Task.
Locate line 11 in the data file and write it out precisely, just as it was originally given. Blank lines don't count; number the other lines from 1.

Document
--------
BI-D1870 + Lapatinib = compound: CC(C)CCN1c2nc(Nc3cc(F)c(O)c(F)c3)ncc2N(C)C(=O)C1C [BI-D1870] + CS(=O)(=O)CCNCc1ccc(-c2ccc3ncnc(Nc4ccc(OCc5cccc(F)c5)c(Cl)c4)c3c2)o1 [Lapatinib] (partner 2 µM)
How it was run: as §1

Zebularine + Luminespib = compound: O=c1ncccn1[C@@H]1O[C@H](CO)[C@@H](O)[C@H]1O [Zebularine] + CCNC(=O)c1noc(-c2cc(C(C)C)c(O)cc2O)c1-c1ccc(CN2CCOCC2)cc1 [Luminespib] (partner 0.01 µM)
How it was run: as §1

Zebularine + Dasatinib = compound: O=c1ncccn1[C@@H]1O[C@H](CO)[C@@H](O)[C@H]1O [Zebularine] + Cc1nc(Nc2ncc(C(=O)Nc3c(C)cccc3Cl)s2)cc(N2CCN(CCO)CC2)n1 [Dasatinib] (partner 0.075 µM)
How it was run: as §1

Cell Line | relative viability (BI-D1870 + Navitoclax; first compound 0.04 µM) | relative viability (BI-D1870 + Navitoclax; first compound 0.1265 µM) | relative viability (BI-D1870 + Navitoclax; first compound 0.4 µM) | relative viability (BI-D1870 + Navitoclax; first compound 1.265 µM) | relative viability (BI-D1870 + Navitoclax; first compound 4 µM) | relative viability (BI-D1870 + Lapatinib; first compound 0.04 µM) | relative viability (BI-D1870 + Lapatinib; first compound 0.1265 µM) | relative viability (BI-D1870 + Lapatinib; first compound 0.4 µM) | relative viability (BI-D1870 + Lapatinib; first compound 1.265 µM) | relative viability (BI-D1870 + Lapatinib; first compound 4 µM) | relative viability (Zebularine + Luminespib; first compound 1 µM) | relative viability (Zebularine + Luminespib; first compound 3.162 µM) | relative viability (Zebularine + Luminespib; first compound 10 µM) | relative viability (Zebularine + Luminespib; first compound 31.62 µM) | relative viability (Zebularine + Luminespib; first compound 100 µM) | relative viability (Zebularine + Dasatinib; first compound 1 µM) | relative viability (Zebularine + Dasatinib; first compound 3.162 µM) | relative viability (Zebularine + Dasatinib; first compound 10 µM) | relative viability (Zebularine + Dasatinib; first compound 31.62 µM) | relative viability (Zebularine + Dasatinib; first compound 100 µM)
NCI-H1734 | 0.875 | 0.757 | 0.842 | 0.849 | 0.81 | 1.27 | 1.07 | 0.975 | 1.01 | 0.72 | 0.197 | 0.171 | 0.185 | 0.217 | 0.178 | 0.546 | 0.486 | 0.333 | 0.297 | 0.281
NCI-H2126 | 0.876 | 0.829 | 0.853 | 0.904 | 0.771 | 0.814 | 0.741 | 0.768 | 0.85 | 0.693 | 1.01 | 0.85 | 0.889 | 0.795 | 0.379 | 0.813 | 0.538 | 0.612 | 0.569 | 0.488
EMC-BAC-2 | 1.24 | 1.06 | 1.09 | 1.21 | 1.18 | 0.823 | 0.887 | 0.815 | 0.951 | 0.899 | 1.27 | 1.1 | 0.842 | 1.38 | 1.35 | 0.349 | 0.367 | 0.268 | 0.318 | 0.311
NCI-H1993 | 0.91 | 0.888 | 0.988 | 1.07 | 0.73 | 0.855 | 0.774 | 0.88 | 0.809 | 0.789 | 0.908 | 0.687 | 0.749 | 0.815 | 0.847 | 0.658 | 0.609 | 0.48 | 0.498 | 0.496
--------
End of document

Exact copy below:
NCI-H1993 | 0.91 | 0.888 | 0.988 | 1.07 | 0.73 | 0.855 | 0.774 | 0.88 | 0.809 | 0.789 | 0.908 | 0.687 | 0.749 | 0.815 | 0.847 | 0.658 | 0.609 | 0.48 | 0.498 | 0.496